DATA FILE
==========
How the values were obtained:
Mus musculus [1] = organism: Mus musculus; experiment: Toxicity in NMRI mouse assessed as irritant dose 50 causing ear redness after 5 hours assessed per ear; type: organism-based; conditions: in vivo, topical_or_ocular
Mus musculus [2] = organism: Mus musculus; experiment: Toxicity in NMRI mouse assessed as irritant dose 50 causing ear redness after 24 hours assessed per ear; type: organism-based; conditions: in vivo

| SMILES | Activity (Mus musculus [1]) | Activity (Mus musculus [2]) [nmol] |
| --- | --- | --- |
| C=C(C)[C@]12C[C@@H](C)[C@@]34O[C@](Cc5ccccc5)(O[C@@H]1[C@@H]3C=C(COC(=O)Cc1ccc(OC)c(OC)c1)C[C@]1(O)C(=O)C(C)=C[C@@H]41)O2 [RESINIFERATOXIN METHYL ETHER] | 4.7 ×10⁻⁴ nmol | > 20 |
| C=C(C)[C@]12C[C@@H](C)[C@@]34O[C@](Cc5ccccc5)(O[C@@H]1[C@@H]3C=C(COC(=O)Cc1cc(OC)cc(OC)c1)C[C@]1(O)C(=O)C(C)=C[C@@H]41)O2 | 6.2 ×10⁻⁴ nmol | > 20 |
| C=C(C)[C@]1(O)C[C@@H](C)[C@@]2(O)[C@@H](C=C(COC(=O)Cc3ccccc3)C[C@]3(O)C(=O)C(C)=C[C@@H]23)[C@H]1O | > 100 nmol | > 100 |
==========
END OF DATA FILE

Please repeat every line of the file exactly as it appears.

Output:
How the values were obtained:
Mus musculus [1] = organism: Mus musculus; experiment: Toxicity in NMRI mouse assessed as irritant dose 50 causing ear redness after 5 hours assessed per ear; type: organism-based; conditions: in vivo, topical_or_ocular
Mus musculus [2] = organism: Mus musculus; experiment: Toxicity in NMRI mouse assessed as irritant dose 50 causing ear redness after 24 hours assessed per ear; type: organism-based; conditions: in vivo

| SMILES | Activity (Mus musculus [1]) | Activity (Mus musculus [2]) [nmol] |
| --- | --- | --- |
| C=C(C)[C@]12C[C@@H](C)[C@@]34O[C@](Cc5ccccc5)(O[C@@H]1[C@@H]3C=C(COC(=O)Cc1ccc(OC)c(OC)c1)C[C@]1(O)C(=O)C(C)=C[C@@H]41)O2 [RESINIFERATOXIN METHYL ETHER] | 4.7 ×10⁻⁴ nmol | > 20 |
| C=C(C)[C@]12C[C@@H](C)[C@@]34O[C@](Cc5ccccc5)(O[C@@H]1[C@@H]3C=C(COC(=O)Cc1cc(OC)cc(OC)c1)C[C@]1(O)C(=O)C(C)=C[C@@H]41)O2 | 6.2 ×10⁻⁴ nmol | > 20 |
| C=C(C)[C@]1(O)C[C@@H](C)[C@@]2(O)[C@@H](C=C(COC(=O)Cc3ccccc3)C[C@]3(O)C(=O)C(C)=C[C@@H]23)[C@H]1O | > 100 nmol | > 100 |